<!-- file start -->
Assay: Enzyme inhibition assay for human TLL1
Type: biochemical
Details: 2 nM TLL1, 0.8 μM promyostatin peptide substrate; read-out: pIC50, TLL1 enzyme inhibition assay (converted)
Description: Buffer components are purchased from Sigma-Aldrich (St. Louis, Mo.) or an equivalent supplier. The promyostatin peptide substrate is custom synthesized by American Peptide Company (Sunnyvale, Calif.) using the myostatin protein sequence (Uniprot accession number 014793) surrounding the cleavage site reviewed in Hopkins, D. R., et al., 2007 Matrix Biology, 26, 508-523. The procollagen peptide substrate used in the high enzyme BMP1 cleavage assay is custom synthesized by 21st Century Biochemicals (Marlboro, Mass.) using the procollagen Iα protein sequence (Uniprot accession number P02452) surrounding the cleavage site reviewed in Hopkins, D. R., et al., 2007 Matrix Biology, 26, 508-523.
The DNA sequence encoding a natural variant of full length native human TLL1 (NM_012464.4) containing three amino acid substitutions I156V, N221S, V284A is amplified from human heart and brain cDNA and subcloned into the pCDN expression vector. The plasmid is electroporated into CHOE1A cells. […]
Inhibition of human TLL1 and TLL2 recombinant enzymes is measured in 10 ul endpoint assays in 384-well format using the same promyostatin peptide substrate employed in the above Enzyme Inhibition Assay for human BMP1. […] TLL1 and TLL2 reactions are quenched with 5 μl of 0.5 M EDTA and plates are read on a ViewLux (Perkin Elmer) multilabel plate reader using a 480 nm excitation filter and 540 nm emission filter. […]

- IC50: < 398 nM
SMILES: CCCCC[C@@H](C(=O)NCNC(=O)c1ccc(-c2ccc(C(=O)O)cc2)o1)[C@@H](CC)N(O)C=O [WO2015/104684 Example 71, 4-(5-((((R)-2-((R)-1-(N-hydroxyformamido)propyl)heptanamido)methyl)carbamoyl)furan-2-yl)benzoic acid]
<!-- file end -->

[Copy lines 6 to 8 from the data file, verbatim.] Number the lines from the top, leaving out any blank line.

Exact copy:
Inhibition of human TLL1 and TLL2 recombinant enzymes is measured in 10 ul endpoint assays in 384-well format using the same promyostatin peptide substrate employed in the above Enzyme Inhibition Assay for human BMP1. […] TLL1 and TLL2 reactions are quenched with 5 μl of 0.5 M EDTA and plates are read on a ViewLux (Perkin Elmer) multilabel plate reader using a 480 nm excitation filter and 540 nm emission filter. […]

- IC50: < 398 nM
SMILES: CCCCC[C@@H](C(=O)NCNC(=O)c1ccc(-c2ccc(C(=O)O)cc2)o1)[C@@H](CC)N(O)C=O [WO2015/104684 Example 71, 4-(5-((((R)-2-((R)-1-(N-hydroxyformamido)propyl)heptanamido)methyl)carbamoyl)furan-2-yl)benzoic acid]